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I just started reading it so please don't spoil! I just wanna know if the book and/or its story is finished. I have presumed it's finished because it was first published back in the 1960's, but I have come across some reviews that indicate the book is not finished, also the wiki page says that the author was trying to write a sequel but eventually didn't. So before seriously driving into the book, I would like to know if the book is finished or not. By "finished" my bottom line is that I don't want to experience an unsettled feeling after reading the book.

  • I have an answer on another SE site about this. I was about to post it here, but you seem to have included most of that information in your question. Would that satisfy you as an answer, or are you looking for something more? Also, if you want an answer to demonstrate based on book content rather than author commentary, how do you expect it to do so while avoiding spoilers? :-) – Rand al'Thor Oct 9 '17 at 3:32
  • lacks a resolution, that is good enough for me... Maybe I should drop reading it, I don't like books without a complete resolution. – shenkwen Oct 9 '17 at 3:41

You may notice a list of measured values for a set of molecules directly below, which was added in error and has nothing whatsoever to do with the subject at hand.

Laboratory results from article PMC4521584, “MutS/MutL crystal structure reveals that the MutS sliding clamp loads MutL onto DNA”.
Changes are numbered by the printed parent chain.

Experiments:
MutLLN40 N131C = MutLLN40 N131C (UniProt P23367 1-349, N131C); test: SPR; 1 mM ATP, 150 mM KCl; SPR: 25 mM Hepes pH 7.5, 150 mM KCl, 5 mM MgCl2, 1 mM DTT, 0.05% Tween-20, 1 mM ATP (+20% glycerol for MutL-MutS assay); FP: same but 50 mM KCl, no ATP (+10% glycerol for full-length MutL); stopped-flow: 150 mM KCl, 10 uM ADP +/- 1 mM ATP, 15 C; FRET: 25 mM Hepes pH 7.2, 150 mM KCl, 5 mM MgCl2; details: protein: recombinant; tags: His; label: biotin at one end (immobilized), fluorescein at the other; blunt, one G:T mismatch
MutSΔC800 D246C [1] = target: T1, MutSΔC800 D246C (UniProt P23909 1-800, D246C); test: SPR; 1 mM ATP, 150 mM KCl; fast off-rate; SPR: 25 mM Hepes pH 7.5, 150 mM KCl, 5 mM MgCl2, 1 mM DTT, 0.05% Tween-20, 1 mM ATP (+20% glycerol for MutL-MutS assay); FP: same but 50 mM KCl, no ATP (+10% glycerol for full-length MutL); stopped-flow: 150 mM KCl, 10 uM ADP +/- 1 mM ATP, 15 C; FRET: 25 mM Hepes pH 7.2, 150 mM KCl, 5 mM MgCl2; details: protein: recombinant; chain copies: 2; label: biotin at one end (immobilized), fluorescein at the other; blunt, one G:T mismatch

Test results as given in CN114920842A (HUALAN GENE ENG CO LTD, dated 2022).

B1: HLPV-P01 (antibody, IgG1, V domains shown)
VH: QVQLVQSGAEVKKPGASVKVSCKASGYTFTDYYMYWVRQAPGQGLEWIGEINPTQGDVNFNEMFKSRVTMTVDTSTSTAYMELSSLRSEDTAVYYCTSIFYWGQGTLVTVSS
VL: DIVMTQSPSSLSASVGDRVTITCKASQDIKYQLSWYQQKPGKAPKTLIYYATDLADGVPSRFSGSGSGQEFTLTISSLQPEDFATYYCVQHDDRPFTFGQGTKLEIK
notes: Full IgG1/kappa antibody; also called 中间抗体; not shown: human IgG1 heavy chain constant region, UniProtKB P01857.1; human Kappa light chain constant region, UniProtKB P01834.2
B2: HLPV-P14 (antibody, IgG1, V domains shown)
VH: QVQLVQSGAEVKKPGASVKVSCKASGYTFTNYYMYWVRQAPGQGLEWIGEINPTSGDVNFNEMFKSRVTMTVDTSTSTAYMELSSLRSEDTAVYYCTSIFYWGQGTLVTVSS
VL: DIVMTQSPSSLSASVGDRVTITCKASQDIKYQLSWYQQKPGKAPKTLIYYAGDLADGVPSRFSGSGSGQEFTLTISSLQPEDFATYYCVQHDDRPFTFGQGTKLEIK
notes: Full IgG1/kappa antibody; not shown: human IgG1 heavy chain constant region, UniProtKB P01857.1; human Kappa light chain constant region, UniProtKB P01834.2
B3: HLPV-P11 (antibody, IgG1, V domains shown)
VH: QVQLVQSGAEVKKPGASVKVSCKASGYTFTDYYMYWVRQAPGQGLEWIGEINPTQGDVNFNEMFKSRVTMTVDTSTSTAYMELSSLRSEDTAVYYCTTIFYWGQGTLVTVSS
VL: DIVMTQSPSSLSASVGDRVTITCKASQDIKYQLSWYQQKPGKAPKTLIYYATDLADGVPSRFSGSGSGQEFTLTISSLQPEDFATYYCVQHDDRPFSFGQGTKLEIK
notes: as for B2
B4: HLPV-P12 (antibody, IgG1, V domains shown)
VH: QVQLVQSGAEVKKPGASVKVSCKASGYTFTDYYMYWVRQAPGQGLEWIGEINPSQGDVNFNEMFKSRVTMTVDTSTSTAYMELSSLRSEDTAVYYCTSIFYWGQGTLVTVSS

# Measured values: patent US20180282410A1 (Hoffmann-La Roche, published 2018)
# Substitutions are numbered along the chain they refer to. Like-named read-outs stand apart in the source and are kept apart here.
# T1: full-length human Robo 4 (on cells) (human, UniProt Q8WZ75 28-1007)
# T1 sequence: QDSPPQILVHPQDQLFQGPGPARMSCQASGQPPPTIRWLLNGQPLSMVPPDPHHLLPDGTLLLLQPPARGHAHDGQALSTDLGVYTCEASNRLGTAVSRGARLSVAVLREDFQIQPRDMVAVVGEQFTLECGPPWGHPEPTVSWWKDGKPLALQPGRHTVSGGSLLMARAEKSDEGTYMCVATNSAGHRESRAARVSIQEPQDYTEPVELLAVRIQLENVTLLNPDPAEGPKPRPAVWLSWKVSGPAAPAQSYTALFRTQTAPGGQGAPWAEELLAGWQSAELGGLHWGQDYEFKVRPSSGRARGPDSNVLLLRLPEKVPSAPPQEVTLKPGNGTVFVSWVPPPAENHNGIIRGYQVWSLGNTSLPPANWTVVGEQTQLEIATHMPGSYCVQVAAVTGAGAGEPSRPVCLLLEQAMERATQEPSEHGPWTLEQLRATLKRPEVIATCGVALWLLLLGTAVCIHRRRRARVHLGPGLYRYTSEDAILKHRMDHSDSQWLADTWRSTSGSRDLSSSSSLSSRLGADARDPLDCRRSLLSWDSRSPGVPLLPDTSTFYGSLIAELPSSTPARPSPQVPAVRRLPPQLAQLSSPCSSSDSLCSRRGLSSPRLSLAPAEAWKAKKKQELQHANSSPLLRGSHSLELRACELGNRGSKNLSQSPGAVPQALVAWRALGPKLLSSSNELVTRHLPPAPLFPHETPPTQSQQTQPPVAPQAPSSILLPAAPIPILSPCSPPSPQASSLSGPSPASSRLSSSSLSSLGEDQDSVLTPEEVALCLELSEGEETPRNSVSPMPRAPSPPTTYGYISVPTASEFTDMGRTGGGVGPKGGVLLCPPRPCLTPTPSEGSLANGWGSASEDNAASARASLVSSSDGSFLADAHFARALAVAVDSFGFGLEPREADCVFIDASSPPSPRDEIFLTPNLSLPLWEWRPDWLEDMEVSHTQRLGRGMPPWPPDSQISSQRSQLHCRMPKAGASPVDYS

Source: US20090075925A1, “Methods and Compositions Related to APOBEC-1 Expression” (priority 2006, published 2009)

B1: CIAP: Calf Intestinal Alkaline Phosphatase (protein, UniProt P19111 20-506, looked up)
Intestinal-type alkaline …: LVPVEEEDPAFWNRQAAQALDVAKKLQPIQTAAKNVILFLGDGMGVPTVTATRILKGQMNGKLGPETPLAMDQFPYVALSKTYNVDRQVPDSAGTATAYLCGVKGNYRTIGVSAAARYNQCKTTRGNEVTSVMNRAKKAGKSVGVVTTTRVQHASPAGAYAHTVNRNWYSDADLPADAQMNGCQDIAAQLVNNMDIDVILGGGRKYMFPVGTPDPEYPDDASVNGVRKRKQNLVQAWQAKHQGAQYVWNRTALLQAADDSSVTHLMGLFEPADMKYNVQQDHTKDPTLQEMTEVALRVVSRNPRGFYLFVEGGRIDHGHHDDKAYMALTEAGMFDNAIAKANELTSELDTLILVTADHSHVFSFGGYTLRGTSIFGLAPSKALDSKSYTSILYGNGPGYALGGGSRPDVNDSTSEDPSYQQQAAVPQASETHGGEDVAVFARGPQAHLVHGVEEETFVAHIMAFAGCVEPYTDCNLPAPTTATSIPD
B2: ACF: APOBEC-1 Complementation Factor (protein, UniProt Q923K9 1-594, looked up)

• But won’t you equally experience a lack of resolution by not finishing reading it? Perhaps it’s too late for you to avoid lack of authorial resolution, you were lost the moment you began... perhaps your best hope is to press on and learn all you can about the story to equip yourself to find your own, speculative, resolution! – Spagirl Oct 9 '17 at 7:55
  • It seems difficult to imagine a definitive resolution to The Man in the High Castle. It would have been a travesty for Dick to bring about an end to the Nazi regime. Maybe you could have Frink escape to the Neutral Zone, but would he really be any safer there from the Nazis than in Japan-controlled San Francisco? Various things that happen in the book suggest not. So the current ending, where he evades all the immediate threats and keeps on with his life, might be as much of a resolution as you could possibly hope for. – Peter Shor Oct 9 '17 at 12:03
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Borrowing from my answer on another SE ... the novel ends with

Nobusuke Tagomi coming back to his own timeline, ordering Frank Frink released, then having a heart attack.

However, it also lacks a complete resolution: Philip K Dick always planned to go back to it and write a sequel some day. From this interview with the author (emphasis mine):

But then when it came time to close down the novel the I Ching had no more to say. And so there’s no real ending on it. I like to regard it as an open ending. It will segue into a sequel sometime.

[...]

And that’s why I’ve never written a sequel to it. Because it’s too horrible. It’s too awful. I started several times to write a sequel to it and I would had to go back and read about Nazis again. And I’d just like to off every one of them, it’s what I’d like to do. And so I could never do a sequel to it. Somebody would have to come in and help me do a sequel to it.

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